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Your Employee Matters


By April 1, 2013No Comments

In Ventura v. ABM Industries, the employer was a janitorial service company that, according to the lawsuit, had a group of managers who drank on the job, touching and sexually harassing their female subordinates. Finding that that the defendants had engaged in threats of violence, the jury awarded the plaintiffs compensatory damages, plus a $25,000 civil penalty and $550,000 in legal fees.

What’s unusual about this case is that, instead of pursuing a sexual harassment claim, the plaintiff, sued under a California statute prohibiting hate crimes against protected categories such as sex. My guess is that the statute of limitations had passed for a traditional sexual harassment claim. The court rejected the defense argument that this statute does not apply in the workplace. The decision included a statement about the ratification of employee conduct that has significance for every employer:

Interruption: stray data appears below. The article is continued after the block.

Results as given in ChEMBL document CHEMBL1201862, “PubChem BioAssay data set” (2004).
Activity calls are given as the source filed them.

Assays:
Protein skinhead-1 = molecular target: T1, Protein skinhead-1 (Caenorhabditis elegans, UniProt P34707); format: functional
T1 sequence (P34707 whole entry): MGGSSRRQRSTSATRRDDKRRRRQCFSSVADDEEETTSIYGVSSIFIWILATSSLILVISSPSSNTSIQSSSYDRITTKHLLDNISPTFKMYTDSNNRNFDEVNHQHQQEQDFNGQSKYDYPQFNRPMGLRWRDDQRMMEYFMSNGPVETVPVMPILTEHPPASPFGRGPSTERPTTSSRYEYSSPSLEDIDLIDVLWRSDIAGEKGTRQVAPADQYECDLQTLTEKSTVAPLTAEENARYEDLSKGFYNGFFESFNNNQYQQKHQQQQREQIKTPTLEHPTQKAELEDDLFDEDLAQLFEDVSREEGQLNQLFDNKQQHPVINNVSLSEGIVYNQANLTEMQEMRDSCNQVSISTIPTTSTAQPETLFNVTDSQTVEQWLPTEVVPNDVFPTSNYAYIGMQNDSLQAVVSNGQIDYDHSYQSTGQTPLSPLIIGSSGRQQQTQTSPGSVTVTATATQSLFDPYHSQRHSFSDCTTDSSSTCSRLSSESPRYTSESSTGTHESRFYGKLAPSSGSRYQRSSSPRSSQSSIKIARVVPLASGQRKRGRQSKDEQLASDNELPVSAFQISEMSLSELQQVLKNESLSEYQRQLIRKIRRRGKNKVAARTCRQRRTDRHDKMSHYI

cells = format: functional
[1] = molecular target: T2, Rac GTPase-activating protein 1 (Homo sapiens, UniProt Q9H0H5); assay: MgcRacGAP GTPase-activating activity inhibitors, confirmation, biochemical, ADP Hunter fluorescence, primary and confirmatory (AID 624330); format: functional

“An employer may be liable for an employee’s act where the employer either authorized the tortuous act or subsequently ratified an originally unauthorized tort. The failure to discharge an employee who has committed misconduct may be evidence of ratification. The theory of ratification is generally applied where an employer fails to investigate or respond to charges that an employee committed an intentional tort such as assault or battery. Whether an employer has ratified an employee’s conduct is generally a factual question.”

The bottom line: An employer who faces evidence of wrongful employee conduct must do everything possible to discipline the wrongdoer (including termination, if warranted) or risk being accused of “ratifying” the misconduct. If the Ventura case had been brought as a traditional sexual harassment claim, the company would have automatically been deemed to have ratified the misbehavior because the perpetrators involved were managers.